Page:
Pneumatosis Cystoides Intestinalis with Fatal Air Embolism after Minor Blunt Abdominal Trauma in a 6-Year-Old Girl Undergoing Hematopoietic Stem Cell Trasplant: Case Report and Review of Literature

Matteo Chinello, Olivia Chapin Arnone, Silvia Artusa, Giorgia Mazzuca, Elisa Bonetti, Virginia Vitale, Ada Zaccaron, Dario Raniero and Simone Cesaro.

Azienda Ospedaliera Universitaria Integrata Verona. Piazzale Aristide Stefani, 1. 37126 Verona. Italy.

Correspondence to: Matteo Chinello. E-mail:

Published: March 01, 2024
Received: January 05, 2024
Accepted: February 12, 2024
Mediterr J Hematol Infect Dis 2024, 16(1): e2024028 DOI 10.4084/MJHID.2024.028

This is an Open Access article distributed under the terms of the Creative Commons Attribution License
(, which permits unrestricted use, distribution, and reproduction in any medium, provided the original work is properly cited.

To the editor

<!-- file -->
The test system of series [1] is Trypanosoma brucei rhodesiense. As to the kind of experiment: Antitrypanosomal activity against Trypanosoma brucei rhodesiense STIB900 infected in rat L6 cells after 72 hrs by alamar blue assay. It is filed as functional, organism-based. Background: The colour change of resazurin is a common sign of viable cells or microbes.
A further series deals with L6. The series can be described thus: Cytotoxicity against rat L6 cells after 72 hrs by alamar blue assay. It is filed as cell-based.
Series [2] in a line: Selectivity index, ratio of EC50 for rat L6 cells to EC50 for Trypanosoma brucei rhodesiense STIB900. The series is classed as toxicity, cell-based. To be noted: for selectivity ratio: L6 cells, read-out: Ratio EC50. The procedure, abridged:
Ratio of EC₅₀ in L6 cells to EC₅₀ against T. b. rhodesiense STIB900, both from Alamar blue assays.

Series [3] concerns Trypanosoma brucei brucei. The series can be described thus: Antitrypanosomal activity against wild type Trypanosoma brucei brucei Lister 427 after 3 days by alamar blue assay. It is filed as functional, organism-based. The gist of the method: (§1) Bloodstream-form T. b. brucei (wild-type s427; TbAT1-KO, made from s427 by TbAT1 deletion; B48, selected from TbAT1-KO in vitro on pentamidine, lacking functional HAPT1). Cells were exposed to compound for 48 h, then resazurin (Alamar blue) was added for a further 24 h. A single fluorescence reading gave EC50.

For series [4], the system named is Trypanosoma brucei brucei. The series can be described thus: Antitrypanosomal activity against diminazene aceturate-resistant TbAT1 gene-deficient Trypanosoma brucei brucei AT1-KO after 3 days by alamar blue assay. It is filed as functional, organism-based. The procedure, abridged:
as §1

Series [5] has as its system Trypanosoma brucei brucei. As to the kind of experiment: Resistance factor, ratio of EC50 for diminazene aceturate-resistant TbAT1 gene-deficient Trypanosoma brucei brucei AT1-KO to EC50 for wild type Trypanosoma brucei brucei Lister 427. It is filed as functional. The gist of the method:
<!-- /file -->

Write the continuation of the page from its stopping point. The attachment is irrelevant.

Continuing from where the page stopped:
A Caucasian 6-year-old girl was admitted to our Hospital in July 2017 because of T-cell acute lymphoblastic leukemia (T-ALL) with central nervous system (CNS) involvement, diagnosed at 4 years of age. The patient underwent BFM-backbone induction chemotherapy for T-ALL patients, which included dexamethasone, cyclophosphamide, vincristine, daunorubicin, and intrathecal therapy with methotrexate, prednisone, and cytarabine and achieving complete remission in both bone marrow and CNS. The chemotherapy was continued with the consolidation phase, based on high-dose methotrexate, with plans to perform cranial radiotherapy. However, a CNS relapse was detected; therefore, a protocol for HR patients was administered with the indication to proceed with the HCT. The therapy includes three blocks of chemotherapy (HR1, HR2, HR3) and intrathecal therapy with methotrexate, prednisone, and cytarabine. She continued reinduction therapy with protocol III. Moreover, the patient was a candidate for an allogeneic HCT, and a donor search was started. After the reinduction protocol, due to the persistence of CNS involvement, the patient underwent rescue chemotherapy treatment with a FLAG-Myocet regimen followed by HCT. The patient underwent matched unrelated (MUD) HSCT in April 2018. The conditioning regimen consisted of total body irradiation (fractionated TBI, 2 Gy x 2/day for 3 days), Rabbit anti-thymocyte globulin (ATG) 240 mg/m2/day for 2 days, and cyclophosphamide 60 mg/m2/day for 2 days. The graft source was bone marrow, and 4.45 total nucleated cells x 10^8/kg and 5.02 CD34+ cells x 10^6/kg were infused. GVHD prophylaxis with cyclosporine and short-term methotrexate was administered. Neutrophil engraftment was observed on day +24, and platelet engraftment on day +29. On day +18, the patient developed a grade II cutaneous GVHD, which was managed with topic and systemic prednisone (1 mg/kg/day). On day +28, she showed signs of grade I intestinal GVHD, which was treated with beclomethasone dipropionate. Coproculture was negative for bacterial, viral and fungal infections. The post-transplant period was complicated by Escherichia Coli sepsis with concomitant posterior reversible encephalopathy syndrome (PRES), requiring hospitalization in the pediatric intensive care unit. Three months after HSCT, an intestinal infection by norovirus was detected, and the patient presented signs of pulmonary and hepatic GVHD. Intestinal GVHD worsened over several months, requiring hospitalizations. Seven months after HCT, she presented persistent diarrhea, vomiting, abdominal pain, and weight loss, and high doses of steroids were administered. Specifically, beclomethasone dipropionate (maximum dosage of 4 mg/Kg/die), prednisone (maximum dosage of 5 mg/Kg/die), and methylprednisolone (bolus of 0.5 mg/Kg of methylprednisolone twice a week) were used. Coproculture was negative for bacterial, viral and fungal infections. Abdominal ultrasound showed an intestinal atony without thickening of the loops. In the following weeks, the immunosuppressive therapy was modulated, introducing mycophenolate mofetil and tacrolimus with a partial clinical response.